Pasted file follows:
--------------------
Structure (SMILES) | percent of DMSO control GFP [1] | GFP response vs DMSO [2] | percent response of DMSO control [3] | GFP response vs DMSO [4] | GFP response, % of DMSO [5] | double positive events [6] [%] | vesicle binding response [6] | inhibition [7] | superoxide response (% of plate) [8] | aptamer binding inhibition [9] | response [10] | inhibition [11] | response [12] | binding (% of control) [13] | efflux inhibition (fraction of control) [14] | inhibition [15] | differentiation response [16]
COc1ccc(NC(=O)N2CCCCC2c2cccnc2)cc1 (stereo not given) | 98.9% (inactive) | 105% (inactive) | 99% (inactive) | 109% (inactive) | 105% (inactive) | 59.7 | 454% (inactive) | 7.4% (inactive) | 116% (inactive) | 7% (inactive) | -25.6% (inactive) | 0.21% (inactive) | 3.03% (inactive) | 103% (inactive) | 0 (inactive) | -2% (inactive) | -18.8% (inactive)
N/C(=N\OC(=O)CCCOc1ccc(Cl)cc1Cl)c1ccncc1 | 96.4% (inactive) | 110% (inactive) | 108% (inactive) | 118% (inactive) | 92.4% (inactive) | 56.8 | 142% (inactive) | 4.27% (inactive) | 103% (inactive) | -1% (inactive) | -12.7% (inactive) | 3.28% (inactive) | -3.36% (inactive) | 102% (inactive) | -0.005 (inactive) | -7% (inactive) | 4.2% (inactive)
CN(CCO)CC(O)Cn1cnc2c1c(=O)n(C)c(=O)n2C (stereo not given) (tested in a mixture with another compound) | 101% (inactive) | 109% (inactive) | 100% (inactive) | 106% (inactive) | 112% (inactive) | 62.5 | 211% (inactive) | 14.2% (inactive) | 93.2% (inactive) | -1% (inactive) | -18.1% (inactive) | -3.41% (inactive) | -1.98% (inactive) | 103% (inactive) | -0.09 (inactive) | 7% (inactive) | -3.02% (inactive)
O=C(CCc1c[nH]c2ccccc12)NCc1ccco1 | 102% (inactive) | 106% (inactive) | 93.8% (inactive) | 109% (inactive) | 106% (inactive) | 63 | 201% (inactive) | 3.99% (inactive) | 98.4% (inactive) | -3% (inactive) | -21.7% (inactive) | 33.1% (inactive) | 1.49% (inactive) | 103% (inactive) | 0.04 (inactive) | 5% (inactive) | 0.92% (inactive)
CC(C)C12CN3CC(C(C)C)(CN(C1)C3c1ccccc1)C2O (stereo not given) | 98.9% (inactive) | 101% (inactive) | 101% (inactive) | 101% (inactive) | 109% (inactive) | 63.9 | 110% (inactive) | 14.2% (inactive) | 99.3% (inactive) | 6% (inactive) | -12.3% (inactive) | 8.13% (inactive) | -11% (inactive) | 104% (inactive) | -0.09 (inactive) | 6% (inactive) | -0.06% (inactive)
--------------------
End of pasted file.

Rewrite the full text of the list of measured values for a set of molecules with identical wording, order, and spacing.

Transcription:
Structure (SMILES) | percent of DMSO control GFP [1] | GFP response vs DMSO [2] | percent response of DMSO control [3] | GFP response vs DMSO [4] | GFP response, % of DMSO [5] | double positive events [6] [%] | vesicle binding response [6] | inhibition [7] | superoxide response (% of plate) [8] | aptamer binding inhibition [9] | response [10] | inhibition [11] | response [12] | binding (% of control) [13] | efflux inhibition (fraction of control) [14] | inhibition [15] | differentiation response [16]
COc1ccc(NC(=O)N2CCCCC2c2cccnc2)cc1 (stereo not given) | 98.9% (inactive) | 105% (inactive) | 99% (inactive) | 109% (inactive) | 105% (inactive) | 59.7 | 454% (inactive) | 7.4% (inactive) | 116% (inactive) | 7% (inactive) | -25.6% (inactive) | 0.21% (inactive) | 3.03% (inactive) | 103% (inactive) | 0 (inactive) | -2% (inactive) | -18.8% (inactive)
N/C(=N\OC(=O)CCCOc1ccc(Cl)cc1Cl)c1ccncc1 | 96.4% (inactive) | 110% (inactive) | 108% (inactive) | 118% (inactive) | 92.4% (inactive) | 56.8 | 142% (inactive) | 4.27% (inactive) | 103% (inactive) | -1% (inactive) | -12.7% (inactive) | 3.28% (inactive) | -3.36% (inactive) | 102% (inactive) | -0.005 (inactive) | -7% (inactive) | 4.2% (inactive)
CN(CCO)CC(O)Cn1cnc2c1c(=O)n(C)c(=O)n2C (stereo not given) (tested in a mixture with another compound) | 101% (inactive) | 109% (inactive) | 100% (inactive) | 106% (inactive) | 112% (inactive) | 62.5 | 211% (inactive) | 14.2% (inactive) | 93.2% (inactive) | -1% (inactive) | -18.1% (inactive) | -3.41% (inactive) | -1.98% (inactive) | 103% (inactive) | -0.09 (inactive) | 7% (inactive) | -3.02% (inactive)
O=C(CCc1c[nH]c2ccccc12)NCc1ccco1 | 102% (inactive) | 106% (inactive) | 93.8% (inactive) | 109% (inactive) | 106% (inactive) | 63 | 201% (inactive) | 3.99% (inactive) | 98.4% (inactive) | -3% (inactive) | -21.7% (inactive) | 33.1% (inactive) | 1.49% (inactive) | 103% (inactive) | 0.04 (inactive) | 5% (inactive) | 0.92% (inactive)
CC(C)C12CN3CC(C(C)C)(CN(C1)C3c1ccccc1)C2O (stereo not given) | 98.9% (inactive) | 101% (inactive) | 101% (inactive) | 101% (inactive) | 109% (inactive) | 63.9 | 110% (inactive) | 14.2% (inactive) | 99.3% (inactive) | 6% (inactive) | -12.3% (inactive) | 8.13% (inactive) | -11% (inactive) | 104% (inactive) | -0.09 (inactive) | 6% (inactive) | -0.06% (inactive)